In the near future it may be possible to charge your cell phone battery or your car using a genetically engineered virus.
Researchers at UC Berkeley have recently engineered a virus that is able to produce an electrical current strong enough to power small electronics when subjected to stress. They created a small electrode that, upon being tapped, begins to produce electricity (4). Over at MIT, Angela Belcher and her colleagues are using viruses in the hopes of creating batteries able to produce three times the energy of current lithium ion models. In order to do so, they have introduced virus M13 into their prototype batteries. M13 is then able to attract nearby metallic molecules along with water essentially creating larger, more conductive nanowires. More surface area means more energy output.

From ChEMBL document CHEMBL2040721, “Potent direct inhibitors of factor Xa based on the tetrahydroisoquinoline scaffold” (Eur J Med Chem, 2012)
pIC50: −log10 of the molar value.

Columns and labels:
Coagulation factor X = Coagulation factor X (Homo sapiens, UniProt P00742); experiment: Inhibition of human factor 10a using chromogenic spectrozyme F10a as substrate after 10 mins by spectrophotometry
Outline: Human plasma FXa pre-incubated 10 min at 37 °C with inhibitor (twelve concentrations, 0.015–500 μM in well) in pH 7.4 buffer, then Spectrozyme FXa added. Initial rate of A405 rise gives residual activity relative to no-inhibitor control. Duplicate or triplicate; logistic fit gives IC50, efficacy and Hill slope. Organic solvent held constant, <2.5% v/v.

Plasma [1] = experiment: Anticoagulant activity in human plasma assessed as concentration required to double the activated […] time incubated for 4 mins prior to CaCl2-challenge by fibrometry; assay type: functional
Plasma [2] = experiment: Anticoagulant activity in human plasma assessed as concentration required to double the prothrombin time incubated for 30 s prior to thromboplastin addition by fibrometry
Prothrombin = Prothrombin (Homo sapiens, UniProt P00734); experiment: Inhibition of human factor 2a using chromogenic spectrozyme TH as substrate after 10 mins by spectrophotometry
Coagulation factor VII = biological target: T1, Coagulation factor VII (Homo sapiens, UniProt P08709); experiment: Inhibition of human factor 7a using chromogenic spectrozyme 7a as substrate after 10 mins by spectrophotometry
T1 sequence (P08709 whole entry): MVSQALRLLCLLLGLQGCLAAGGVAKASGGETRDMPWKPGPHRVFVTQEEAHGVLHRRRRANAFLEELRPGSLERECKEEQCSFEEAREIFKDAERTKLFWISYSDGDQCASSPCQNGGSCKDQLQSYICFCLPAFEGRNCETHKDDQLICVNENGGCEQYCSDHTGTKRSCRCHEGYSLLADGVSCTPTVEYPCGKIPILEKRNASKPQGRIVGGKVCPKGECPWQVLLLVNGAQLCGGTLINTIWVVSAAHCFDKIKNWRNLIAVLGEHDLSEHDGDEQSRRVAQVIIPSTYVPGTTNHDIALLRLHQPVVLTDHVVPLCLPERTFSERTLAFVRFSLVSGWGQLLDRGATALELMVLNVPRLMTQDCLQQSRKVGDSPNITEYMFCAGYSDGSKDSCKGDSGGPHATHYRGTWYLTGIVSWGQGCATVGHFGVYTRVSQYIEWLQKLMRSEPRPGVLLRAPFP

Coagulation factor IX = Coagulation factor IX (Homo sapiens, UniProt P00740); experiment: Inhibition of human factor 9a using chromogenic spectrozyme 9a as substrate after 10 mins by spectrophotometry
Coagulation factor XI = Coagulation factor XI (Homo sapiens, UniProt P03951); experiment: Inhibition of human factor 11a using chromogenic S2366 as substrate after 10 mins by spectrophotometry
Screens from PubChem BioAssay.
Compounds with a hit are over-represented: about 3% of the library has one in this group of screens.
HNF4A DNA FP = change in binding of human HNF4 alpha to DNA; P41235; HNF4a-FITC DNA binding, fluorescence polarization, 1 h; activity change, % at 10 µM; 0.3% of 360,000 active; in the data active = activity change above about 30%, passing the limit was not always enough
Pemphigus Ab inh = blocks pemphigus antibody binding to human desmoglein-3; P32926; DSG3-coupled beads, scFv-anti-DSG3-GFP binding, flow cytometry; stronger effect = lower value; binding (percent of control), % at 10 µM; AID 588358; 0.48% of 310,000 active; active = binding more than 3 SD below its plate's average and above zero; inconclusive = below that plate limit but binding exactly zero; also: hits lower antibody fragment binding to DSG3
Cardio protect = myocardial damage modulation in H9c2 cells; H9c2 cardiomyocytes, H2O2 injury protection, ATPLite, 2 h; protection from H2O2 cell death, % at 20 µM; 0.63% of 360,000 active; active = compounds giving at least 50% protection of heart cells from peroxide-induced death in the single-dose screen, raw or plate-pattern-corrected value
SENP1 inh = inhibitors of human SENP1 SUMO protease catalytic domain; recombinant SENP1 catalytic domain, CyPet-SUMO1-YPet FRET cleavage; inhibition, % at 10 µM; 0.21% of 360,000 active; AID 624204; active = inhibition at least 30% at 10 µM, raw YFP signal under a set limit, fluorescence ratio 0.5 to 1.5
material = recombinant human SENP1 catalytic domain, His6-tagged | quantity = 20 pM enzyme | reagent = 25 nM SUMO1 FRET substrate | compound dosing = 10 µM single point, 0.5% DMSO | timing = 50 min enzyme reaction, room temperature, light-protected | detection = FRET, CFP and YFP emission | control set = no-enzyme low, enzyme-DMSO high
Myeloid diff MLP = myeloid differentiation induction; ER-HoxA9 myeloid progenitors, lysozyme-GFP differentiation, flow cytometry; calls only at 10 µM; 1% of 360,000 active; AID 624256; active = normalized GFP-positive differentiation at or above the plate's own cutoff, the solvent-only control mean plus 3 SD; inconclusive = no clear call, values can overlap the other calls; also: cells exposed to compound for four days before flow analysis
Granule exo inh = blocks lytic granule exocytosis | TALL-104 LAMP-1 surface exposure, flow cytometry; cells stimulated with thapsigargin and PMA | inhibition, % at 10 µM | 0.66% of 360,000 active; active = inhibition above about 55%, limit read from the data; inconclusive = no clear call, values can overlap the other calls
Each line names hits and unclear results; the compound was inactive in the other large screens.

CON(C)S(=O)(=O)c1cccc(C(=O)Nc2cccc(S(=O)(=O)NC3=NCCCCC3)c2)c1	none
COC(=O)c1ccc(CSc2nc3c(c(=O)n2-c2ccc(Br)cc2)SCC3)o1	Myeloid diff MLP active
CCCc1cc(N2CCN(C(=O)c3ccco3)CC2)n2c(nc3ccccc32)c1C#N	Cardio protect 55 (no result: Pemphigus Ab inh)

Success would mean affordable, portable generators for the masses. Belcher et al. hope to implement their research in cars in the future, greatly increasing electric-powered mileage, which would effectively cut down on carbon emissions. While virus-powered cars are an ambitious undertaking, perhaps these viral energy conduits could be put to use in smaller electronics in the nearer-future, such as MP3 players, phones, and computers. Gone could be the days of multiple charging cables, replaced by a simple tap to power your electronics.
Virus batteries could potentially eliminate fossil fuel emissions from automobiles and make a dramatic difference in our environment by adding a sustainable energy source to our arsenal – something that is sorely needed.
The research regarding viral batteries is still relatively new and it will most likely be quite a while before we have biologically-powered cars.